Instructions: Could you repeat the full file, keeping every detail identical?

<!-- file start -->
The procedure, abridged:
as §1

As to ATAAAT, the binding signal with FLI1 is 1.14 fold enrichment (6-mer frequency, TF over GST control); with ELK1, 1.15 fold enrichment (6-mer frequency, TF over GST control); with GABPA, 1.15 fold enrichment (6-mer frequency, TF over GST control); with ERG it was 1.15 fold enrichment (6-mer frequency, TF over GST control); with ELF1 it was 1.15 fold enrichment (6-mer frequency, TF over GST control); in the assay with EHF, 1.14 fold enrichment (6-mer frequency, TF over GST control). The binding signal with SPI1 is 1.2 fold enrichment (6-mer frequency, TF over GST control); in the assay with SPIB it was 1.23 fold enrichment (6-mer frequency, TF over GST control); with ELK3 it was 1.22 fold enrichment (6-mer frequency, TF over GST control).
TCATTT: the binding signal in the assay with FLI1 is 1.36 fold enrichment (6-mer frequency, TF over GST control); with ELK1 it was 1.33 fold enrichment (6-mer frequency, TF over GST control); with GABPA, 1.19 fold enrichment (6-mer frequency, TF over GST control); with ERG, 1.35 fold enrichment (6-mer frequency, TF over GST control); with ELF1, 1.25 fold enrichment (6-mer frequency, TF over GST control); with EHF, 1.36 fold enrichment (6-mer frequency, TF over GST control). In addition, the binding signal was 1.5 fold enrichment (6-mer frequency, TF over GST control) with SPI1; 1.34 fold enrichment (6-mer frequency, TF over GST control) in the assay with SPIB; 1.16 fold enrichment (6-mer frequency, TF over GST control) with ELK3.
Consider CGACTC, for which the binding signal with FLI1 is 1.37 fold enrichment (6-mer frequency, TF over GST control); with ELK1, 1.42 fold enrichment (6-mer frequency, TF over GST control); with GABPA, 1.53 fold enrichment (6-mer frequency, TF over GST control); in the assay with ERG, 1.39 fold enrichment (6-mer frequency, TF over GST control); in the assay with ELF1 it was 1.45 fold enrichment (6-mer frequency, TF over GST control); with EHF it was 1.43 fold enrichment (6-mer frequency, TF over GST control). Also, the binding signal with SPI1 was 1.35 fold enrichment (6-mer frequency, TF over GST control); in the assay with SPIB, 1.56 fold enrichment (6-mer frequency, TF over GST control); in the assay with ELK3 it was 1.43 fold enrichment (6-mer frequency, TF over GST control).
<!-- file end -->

The procedure, abridged:
as §1

As to ATAAAT, the binding signal with FLI1 is 1.14 fold enrichment (6-mer frequency, TF over GST control); with ELK1, 1.15 fold enrichment (6-mer frequency, TF over GST control); with GABPA, 1.15 fold enrichment (6-mer frequency, TF over GST control); with ERG it was 1.15 fold enrichment (6-mer frequency, TF over GST control); with ELF1 it was 1.15 fold enrichment (6-mer frequency, TF over GST control); in the assay with EHF, 1.14 fold enrichment (6-mer frequency, TF over GST control). The binding signal with SPI1 is 1.2 fold enrichment (6-mer frequency, TF over GST control); in the assay with SPIB it was 1.23 fold enrichment (6-mer frequency, TF over GST control); with ELK3 it was 1.22 fold enrichment (6-mer frequency, TF over GST control).
TCATTT: the binding signal in the assay with FLI1 is 1.36 fold enrichment (6-mer frequency, TF over GST control); with ELK1 it was 1.33 fold enrichment (6-mer frequency, TF over GST control); with GABPA, 1.19 fold enrichment (6-mer frequency, TF over GST control); with ERG, 1.35 fold enrichment (6-mer frequency, TF over GST control); with ELF1, 1.25 fold enrichment (6-mer frequency, TF over GST control); with EHF, 1.36 fold enrichment (6-mer frequency, TF over GST control). In addition, the binding signal was 1.5 fold enrichment (6-mer frequency, TF over GST control) with SPI1; 1.34 fold enrichment (6-mer frequency, TF over GST control) in the assay with SPIB; 1.16 fold enrichment (6-mer frequency, TF over GST control) with ELK3.
Consider CGACTC, for which the binding signal with FLI1 is 1.37 fold enrichment (6-mer frequency, TF over GST control); with ELK1, 1.42 fold enrichment (6-mer frequency, TF over GST control); with GABPA, 1.53 fold enrichment (6-mer frequency, TF over GST control); in the assay with ERG, 1.39 fold enrichment (6-mer frequency, TF over GST control); in the assay with ELF1 it was 1.45 fold enrichment (6-mer frequency, TF over GST control); with EHF it was 1.43 fold enrichment (6-mer frequency, TF over GST control). Also, the binding signal with SPI1 was 1.35 fold enrichment (6-mer frequency, TF over GST control); in the assay with SPIB, 1.56 fold enrichment (6-mer frequency, TF over GST control); in the assay with ELK3 it was 1.43 fold enrichment (6-mer frequency, TF over GST control).